Seeking aGreekment: G20 focus narrows to Greece

The G20 group of major world economies is meeting in France at a calamitous time for the euro. The eurozone is cracking at the seams, after Greece's shock announcement that it is to hold a referendum on the crucial EU bailout.

­The mood in Cannes, as Russia’s President Dmitry Medvedev remarked, is very much like the weather: warm and sunny. But all the participants understand how complicated the background is. The summit was to focus on the broadest range of economical and political issues, but was pretty much hijacked by the deepening currency crisis. This remains the summit's focus especially with the Greek PM’s bombshell to hold a referendum on the new batch of lifesaving measures pushed by Germany and France.

Thursday started with the intrigue whether Greek Prime Minister George Papandreou would offer his resignation during the day. The latest reports suggest the Prime Minister is rather awaiting results of talks with the opposition in order to create a coalition government. Sources in the PM's office say that the Greek referendum will not be called at all if major parties in the country reach political agreement.

On the eve of the G20 emergency talks, PM Papandreou was summoned by euro leaders, the IMF and ECB and told, in essence, that the country needs to play by EU rules – or leave the eurozone. The leaders said that the Prime Minister’s decision to hold a referendum has changed the psychological climate around the euro crisis.

Greek officials, they said, can do whatever they want, but Greece will not receive a bailout until austerity cuts are agreed. 

Greece's Finance Minister Evangelos Venizelos issued a written statement today, parting company with Papandreou and saying that Greece's position within the euro “cannot depend on a referendum”.

­The Group of Twenty (G20) is a forum of major economy forces discussing key issues in the global economy. The initial meeting of the group, representing some 80 per cent of the world's GDP, was founded in 1999. While most meetings involve finance ministers and central bank governors, heads of state have periodically conferred at summits since 2008. The group includes Argentina, Australia, Canada, the EU, France, Germany, Indonesia, Italy, Japan, Mexico, Saudi Arabia, the Republic of Korea, Turkey, the UK, the USA – as well as Brazil, Russia, India, China and South Africa, which are collectively referred to as BRICS countries.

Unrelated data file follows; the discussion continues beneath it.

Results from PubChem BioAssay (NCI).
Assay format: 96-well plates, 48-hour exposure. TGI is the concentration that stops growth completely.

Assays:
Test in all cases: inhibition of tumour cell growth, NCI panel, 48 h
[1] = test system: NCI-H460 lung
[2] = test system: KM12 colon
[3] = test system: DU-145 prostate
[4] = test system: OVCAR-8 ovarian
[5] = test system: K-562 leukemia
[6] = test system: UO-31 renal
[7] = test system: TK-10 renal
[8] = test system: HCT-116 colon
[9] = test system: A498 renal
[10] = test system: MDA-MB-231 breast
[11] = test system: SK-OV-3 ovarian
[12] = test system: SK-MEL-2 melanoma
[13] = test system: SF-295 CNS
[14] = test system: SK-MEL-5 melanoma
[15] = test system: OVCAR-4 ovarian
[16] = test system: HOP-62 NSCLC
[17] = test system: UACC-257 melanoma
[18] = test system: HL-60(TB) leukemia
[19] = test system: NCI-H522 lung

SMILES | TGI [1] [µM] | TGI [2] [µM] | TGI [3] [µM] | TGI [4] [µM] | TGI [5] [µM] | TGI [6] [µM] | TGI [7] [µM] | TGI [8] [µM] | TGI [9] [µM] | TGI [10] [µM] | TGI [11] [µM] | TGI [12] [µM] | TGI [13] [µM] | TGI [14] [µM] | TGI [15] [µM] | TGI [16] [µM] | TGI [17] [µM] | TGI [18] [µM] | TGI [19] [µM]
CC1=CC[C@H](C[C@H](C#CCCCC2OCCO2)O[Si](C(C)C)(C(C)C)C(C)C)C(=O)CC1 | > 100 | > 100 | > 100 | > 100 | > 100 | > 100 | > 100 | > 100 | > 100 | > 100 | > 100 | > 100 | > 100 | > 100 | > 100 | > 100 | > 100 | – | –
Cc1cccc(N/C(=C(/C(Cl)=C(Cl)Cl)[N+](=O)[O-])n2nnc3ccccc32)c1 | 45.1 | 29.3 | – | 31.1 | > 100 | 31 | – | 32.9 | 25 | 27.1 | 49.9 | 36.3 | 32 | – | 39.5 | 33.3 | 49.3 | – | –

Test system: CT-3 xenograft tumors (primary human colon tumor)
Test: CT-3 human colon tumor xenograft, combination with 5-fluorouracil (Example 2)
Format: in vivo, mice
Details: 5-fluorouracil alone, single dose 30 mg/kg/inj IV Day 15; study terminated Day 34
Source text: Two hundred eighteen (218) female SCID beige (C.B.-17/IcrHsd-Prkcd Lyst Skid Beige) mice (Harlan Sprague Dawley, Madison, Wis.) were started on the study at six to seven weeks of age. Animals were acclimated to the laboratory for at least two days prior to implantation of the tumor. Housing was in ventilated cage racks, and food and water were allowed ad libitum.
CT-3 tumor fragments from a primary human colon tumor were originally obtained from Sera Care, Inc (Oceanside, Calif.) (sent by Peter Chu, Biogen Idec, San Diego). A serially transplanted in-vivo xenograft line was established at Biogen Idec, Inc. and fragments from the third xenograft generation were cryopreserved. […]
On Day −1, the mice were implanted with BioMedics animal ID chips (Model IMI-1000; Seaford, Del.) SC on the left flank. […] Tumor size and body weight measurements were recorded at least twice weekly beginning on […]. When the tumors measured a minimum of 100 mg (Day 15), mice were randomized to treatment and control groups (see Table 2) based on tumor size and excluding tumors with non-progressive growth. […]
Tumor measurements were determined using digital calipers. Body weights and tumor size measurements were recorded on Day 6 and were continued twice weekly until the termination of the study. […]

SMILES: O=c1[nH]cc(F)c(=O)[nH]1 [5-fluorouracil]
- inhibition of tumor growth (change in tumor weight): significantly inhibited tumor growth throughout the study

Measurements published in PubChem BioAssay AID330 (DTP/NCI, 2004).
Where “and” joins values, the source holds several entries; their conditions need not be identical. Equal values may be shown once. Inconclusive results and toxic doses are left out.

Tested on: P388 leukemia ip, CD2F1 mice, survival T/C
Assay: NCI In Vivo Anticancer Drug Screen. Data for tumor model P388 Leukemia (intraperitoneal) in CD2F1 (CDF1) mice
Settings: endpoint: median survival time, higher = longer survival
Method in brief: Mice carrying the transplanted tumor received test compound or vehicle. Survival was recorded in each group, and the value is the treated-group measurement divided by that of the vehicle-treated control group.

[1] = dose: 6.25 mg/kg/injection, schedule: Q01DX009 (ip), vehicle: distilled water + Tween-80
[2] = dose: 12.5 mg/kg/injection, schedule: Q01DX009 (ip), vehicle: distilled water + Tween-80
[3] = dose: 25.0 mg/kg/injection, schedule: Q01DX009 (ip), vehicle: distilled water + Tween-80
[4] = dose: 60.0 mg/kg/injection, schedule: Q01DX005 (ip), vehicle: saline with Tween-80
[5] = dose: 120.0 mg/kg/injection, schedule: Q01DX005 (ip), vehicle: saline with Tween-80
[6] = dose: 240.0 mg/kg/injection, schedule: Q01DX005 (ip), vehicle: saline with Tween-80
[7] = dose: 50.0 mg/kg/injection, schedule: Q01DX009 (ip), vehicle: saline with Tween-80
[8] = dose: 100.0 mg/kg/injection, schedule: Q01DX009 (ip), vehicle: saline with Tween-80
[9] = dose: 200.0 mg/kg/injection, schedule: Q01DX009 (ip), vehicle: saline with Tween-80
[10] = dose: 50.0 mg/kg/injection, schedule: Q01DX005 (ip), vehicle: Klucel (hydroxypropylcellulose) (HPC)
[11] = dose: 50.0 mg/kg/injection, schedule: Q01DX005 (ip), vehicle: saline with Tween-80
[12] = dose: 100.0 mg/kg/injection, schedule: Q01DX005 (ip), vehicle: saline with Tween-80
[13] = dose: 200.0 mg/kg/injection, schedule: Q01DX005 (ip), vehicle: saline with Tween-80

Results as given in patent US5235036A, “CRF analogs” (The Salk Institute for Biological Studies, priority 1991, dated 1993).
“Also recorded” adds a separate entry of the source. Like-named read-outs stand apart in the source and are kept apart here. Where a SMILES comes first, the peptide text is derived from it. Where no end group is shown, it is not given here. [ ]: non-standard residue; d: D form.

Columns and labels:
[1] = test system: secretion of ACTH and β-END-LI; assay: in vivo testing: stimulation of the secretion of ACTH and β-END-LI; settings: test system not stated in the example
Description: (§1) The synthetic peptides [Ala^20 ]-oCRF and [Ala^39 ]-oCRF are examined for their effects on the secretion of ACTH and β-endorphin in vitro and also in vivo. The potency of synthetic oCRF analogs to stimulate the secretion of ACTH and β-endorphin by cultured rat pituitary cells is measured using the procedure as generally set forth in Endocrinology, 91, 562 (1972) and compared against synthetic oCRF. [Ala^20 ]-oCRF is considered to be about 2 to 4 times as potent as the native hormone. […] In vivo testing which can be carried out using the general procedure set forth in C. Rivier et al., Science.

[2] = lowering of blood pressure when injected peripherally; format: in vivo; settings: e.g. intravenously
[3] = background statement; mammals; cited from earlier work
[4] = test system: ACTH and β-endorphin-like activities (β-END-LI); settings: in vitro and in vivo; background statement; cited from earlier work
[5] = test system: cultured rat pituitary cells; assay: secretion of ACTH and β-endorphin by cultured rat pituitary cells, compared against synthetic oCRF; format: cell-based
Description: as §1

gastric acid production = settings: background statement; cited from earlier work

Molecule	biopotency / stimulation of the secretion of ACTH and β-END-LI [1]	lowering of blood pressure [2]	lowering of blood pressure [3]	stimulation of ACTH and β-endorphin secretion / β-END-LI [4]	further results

Following the move, the deputy finance minister, health minister and development minister also spoke out against the plebiscite planned for early December.

The resistance of governing Socialist lawmakers to the referendum plan forced Papandreou to call an emergency cabinet meeting for Thursday.

Recalling Greece’s fame as the birthplace of democracy, some experts have noted the irony in the fuss around the Greeks being allowed to decide their own fate.  

“Perish the thought that the people who are victims of these so-called rescue packages that the EU, IMF, and ECB have cooked up for the last 18 months or so… perish the thought that they should actually be allowed to decide whether they want these things,” James Meadway, senior economist at the New Economics Foundation, quipped to RT.

Still some think that no matter the outcome in Cannes, there will be one outcome for Greece.

“I believe that the Greeks will be forced into accepting whatever bailout packages or whatever measures are dropped in their laps by Brussels and the G20,” says author Anthony Wile.

And as European leaders have agreed to a 1-trillion-euro ($1.32 trillion) rescue fund to stop the debt crisis in Greece, they now are looking to China to foot part of the bill.

If China agrees to come to the rescue, however, this will come at a price for Europe, Beijing-based correspondent, Shannon Van Sant told RT.

“It is not in China’s interests to see the eurozone fail or decline,” she said. “China will likely be asking for more major concessions. It is possible that China would demand greater voting power within the IMF for having its money go through the IMF to the eurozone. That of course would diminish the influence of Western powers in that fund. Another thing that China may ask for is greater opportunities for foreign direct investments to Europe.”

Meanwhile, the BRICS countries have already taken the first steps towards resolution of the crisis. President Medevedev said that the leaders of emerging economies have agreed on coming up with a common strategy on the European crisis. 

The main solution emerging economies are touting is a complete remodeling of the global financial system and its institutions. People all over the world are already out on the streets, basically demanding the same thing.